Our Lady of Buglose, France
Located about two leagues from Acqe in Glascony is the shrine containing a miraculous image of Our Lady of Buglose. The original shrine of Notre Dame de Buglose was burned and completely destroyed by the Huguenots, and the statue of Our Lady was hidden in a marsh. The exact location of the statue was eventually forgotten, as was the memory even that the place had once been the location of a shrine in honor of the Blessed Virgin.
Years later, a shepherd led his herd into the marshes and observed that one of his oxen did not go with the others, but went into an area of the marsh alone and began to bellow in a strange manner. The shepherd climbed a tree to see what was happening, and saw the ox licking an unknown object that was half buried in the mud. Not understanding the mystery, he ran into town to bring others back with him to see what had happened.
When the shepherd returned, the statue of the Blessed Virgin holding the baby Jesus in her arms had been revealed. It was respectfully removed from the water, and the bishop of Dax desired to take the image to his church in Pouy. He placed the statue in a cart that was pulled by oxen to transport it back to Pouy. The procession began with hymns and prayers, but had only gone a short distance when the oxen stopped and would not move any further. It was understood that the Blessed Virgin desired that her image should stay near the fountain.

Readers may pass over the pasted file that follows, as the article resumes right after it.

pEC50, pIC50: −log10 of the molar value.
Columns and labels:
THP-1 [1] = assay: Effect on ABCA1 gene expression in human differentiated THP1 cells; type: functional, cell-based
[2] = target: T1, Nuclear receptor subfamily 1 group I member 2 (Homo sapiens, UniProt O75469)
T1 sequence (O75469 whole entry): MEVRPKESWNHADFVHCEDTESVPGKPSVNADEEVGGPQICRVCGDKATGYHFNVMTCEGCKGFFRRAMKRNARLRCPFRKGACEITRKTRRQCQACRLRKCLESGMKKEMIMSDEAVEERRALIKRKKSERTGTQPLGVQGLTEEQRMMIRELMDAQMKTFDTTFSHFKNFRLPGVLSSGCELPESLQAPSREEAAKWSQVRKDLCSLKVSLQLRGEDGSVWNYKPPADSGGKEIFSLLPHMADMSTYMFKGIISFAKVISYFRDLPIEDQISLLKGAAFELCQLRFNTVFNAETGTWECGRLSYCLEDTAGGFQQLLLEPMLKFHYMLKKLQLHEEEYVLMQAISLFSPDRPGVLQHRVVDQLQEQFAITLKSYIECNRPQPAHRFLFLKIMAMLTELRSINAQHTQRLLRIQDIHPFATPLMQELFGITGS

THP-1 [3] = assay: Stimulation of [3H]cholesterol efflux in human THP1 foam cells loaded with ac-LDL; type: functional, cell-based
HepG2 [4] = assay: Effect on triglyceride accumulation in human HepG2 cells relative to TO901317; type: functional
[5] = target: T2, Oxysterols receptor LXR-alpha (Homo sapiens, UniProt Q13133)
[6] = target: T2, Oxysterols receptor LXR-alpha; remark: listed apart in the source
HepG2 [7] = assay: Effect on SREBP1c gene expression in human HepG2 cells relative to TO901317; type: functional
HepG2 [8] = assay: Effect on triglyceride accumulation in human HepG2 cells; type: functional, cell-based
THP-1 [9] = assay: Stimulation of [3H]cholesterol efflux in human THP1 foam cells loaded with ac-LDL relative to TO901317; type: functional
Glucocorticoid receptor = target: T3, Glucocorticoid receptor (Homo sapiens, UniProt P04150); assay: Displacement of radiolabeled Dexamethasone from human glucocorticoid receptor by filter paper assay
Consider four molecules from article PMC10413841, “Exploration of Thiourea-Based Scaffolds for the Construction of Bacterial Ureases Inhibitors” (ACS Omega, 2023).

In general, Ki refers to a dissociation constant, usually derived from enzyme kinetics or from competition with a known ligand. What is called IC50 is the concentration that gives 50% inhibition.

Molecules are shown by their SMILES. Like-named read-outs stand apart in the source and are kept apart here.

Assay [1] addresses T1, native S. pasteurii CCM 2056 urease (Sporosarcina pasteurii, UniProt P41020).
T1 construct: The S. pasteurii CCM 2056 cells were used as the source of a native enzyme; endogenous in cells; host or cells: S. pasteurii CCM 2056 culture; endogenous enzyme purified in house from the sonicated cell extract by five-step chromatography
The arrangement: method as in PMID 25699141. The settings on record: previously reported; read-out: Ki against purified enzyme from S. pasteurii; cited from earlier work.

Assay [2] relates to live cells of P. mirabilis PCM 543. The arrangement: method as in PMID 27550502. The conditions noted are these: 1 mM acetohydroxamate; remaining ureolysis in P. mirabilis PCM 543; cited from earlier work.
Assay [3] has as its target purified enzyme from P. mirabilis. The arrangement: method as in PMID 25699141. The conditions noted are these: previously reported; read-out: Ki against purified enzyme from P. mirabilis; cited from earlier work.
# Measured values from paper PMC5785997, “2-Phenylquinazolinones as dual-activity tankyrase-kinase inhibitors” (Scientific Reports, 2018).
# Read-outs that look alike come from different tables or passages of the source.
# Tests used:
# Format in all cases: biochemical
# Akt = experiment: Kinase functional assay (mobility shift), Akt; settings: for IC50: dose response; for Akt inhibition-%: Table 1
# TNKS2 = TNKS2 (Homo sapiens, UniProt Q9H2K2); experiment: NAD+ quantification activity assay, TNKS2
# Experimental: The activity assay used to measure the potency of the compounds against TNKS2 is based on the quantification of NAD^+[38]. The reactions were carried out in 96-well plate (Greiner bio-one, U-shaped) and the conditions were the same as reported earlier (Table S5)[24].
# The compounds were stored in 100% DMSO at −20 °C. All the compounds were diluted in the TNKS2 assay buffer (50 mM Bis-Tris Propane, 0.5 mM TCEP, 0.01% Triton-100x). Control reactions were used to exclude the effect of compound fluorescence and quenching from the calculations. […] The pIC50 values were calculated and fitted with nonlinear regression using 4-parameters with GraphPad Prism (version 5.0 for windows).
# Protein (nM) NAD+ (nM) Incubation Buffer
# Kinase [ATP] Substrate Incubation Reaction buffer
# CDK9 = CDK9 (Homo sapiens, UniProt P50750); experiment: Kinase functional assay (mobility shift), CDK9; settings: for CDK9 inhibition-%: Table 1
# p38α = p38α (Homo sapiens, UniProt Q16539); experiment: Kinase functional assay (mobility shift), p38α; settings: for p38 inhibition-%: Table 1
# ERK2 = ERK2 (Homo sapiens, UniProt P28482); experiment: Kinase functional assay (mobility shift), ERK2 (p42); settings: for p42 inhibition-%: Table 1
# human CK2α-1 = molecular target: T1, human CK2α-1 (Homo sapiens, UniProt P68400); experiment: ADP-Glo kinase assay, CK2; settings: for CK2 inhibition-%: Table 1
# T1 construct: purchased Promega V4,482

The bishop accepted the revelation as a divine order, and thanks to the zeal and enthusiastic support of the people living in the region, a new church was built with prodigious speed. The shrine was for a long time popular as a place of pilgrimage in France; now it is further renowned as the birthplace of Saint Vincent de Paul. The house where he was born and where he spent his boyhood is still shown.
There have been many miracles at the shrine, as indeed Buglose had become known as a land of miracles. There were 19 miracles recorded in the year 1622 alone.
There is a fountain near the chapel marking the place where the statue of Our Lady of Buglose was found buried. In 1623, a man named Bernard Ducassou came to the shrine seeking a cure for the seven boils that covered his left leg. He spent the entire night in prayer, and the next day bathed at the fountain. The ulcers that would not heal were suddenly closed.
The above pilgrimage is merely a side issue for pilgrims on their way to the famous shrine of Our Lady where miracles are still granted to pious devotees.